Providing Donation Receipts: 4 Compliance Requirements

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Walking donors through the giving process from their first interaction with your organization to their eventual conversion requires a dedicated effort from your nonprofit. However, even after processing your supporters’ gifts, there is often still one last step: providing a donation receipt.

Donation receipts are a fundamental part of tracking donations and maintaining transparent financial practices. While donation receipts are not complicated, nonprofit professionals less experienced with legal compliance matters may feel hesitant to make concrete decisions about their organization’s practices.

To help your nonprofit feel informed and secure when creating and distributing donation receipts, this article will cover four key compliance requirements:

  1. Include essential information.
  2. Distribute receipts when specific requirements are met.
  3. Send written receipts.
  4. Be aware of exceptions.  

By following these items, you can provide your donors with more accurate, helpful receipts and set your nonprofit up for success for your own routine state filing requirements. Let’s get started.

1. Include essential information

The IRS has dictated a few requirements that all official donor receipts must have. Additionally, there are a few extra elements that you can include on your receipts to create a better, more welcoming and transparent giving process. Labyrinth’s fundraising legal requirements guide specifies the six requirements your receipt must have:

  1. The name of your nonprofit
  2. The donor’s name
  3. The date the donation was received
  4. The amount donated
  5. A description of what was donated if it is not a monetary donation
  6. A statement that no goods or services were provided in exchange for the donation or a description and estimated value of the goods and services that were provided in exchange

For faith-based organizations, there is also an extra seventh requirement that donation receipts must specify that only intangible religious benefits were given in exchange for the donation. For example, this would include benefits such as the ability to attend weekly service at a local church free of charge, but would not include the travel expenses paid to go on a mission.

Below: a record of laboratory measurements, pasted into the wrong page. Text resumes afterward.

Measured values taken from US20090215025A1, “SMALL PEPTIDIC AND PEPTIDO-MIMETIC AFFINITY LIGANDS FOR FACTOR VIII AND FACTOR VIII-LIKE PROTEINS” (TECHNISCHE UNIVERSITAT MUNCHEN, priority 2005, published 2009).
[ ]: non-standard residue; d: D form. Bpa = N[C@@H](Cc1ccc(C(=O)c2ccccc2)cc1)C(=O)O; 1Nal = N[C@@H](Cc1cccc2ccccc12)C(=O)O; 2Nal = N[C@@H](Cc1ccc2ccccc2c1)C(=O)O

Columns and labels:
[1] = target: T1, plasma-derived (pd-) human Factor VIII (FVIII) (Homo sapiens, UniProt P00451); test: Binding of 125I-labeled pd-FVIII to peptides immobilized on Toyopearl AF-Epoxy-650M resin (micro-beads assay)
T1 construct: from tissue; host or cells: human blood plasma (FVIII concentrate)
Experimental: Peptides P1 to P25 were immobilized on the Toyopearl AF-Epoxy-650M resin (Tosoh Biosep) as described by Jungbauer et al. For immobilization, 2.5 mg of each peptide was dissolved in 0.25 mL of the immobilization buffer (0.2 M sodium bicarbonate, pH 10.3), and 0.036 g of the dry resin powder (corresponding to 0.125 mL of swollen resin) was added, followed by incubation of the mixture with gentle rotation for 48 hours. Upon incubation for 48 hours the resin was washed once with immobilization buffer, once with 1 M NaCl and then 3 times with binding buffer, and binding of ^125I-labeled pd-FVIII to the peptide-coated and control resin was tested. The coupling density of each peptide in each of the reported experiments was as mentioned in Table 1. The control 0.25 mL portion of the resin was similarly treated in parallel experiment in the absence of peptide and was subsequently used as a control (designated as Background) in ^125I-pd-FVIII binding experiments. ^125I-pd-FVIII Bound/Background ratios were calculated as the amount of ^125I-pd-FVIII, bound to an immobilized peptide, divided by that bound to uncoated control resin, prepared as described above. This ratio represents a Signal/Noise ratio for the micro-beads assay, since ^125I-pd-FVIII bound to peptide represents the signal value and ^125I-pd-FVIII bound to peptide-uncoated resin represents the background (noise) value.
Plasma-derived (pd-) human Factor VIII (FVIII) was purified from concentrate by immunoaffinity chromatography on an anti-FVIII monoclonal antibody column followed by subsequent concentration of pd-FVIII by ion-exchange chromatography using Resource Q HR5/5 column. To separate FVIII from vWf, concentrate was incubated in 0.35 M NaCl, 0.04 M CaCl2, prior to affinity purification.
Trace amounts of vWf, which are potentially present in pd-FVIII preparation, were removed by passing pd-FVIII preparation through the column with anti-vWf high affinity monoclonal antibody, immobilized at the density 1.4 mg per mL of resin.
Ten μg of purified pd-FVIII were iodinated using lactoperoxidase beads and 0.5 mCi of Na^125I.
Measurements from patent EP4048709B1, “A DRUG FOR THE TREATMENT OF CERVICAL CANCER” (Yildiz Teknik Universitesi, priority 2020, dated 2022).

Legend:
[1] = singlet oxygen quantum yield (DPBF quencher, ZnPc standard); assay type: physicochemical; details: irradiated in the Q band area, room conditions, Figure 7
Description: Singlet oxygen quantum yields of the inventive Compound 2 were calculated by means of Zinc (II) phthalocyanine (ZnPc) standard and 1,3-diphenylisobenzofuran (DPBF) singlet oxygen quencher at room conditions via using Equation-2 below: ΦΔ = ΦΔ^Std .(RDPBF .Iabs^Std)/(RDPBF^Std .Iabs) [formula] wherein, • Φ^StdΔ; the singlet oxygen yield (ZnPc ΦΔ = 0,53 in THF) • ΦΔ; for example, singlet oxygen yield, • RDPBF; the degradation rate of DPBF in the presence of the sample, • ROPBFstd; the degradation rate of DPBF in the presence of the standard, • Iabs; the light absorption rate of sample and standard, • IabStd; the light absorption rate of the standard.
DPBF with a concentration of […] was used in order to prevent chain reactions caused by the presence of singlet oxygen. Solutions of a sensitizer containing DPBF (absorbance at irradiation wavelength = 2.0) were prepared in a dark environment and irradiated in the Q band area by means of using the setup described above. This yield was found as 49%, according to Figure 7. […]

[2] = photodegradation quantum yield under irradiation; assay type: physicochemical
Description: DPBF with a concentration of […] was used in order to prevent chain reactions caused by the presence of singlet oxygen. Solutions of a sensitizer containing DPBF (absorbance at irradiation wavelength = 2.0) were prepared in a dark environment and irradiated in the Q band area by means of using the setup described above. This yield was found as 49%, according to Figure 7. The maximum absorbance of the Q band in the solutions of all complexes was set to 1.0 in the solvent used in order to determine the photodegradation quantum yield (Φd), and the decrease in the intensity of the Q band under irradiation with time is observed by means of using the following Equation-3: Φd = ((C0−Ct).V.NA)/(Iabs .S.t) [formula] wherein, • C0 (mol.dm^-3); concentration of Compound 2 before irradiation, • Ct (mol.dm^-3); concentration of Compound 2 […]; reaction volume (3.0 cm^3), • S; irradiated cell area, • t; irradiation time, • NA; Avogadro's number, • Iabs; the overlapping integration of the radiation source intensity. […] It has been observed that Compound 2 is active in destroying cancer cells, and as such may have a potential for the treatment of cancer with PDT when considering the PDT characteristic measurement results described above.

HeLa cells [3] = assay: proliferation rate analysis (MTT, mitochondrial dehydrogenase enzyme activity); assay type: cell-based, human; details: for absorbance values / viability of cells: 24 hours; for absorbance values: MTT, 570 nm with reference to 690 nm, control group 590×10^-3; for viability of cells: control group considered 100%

Remember that while donation receipts are meant to maintain transparency between your organization and your donors, it’s also your responsibility to protect your donors’ privacy. Your nonprofit will be responsible for keeping the required information on file for your donation receipts, as well as contact information in order to appropriately deliver the receipt.

2. Distribute receipts when specific requirements are met

While it’s good practice to give donation receipts to all of your donors, you are only legally required to when specific criteria are met. There are two situations in which you will be obligated to provide a donation receipt:

  1. A single donation of $250 or more. If a donation is worth $250 or more, you will need to provide a receipt with all of the previously listed requirements.
  2. Donations of $75 or more that were given in exchange for something of value. This requirement can be a bit vaguer than the previous one. For instance, if the goods or services given in exchange for the $75 are of negligible value, then a receipt will not be needed. This can include small prizes given in exchange for donating to a campaign. For example, a crowdfunding campaign might give a keychain or bumper sticker to donors who gave $100 or more. In this case the value of the prize would be considered negligible when compared to the amount donated, and a donation receipt would not be required.

If a donor requests a donation receipt, you should always make an effort to give them one, even if they don’t meet the above requirements. While small contributions will likely have less significant impact on either your donors’ or your nonprofit’s tax returns, providing requested receipts can help maintain a positive relationship between you and your supporters.

3. Send written receipts

Donation receipts must be written through either traditional or electronic means to be valid. While verbal confirmation can be a good start for confirming a donation, the eventual receipt will need to be written. To meet this requirement, many nonprofits rely on email to get in touch with donors and deliver receipts quickly.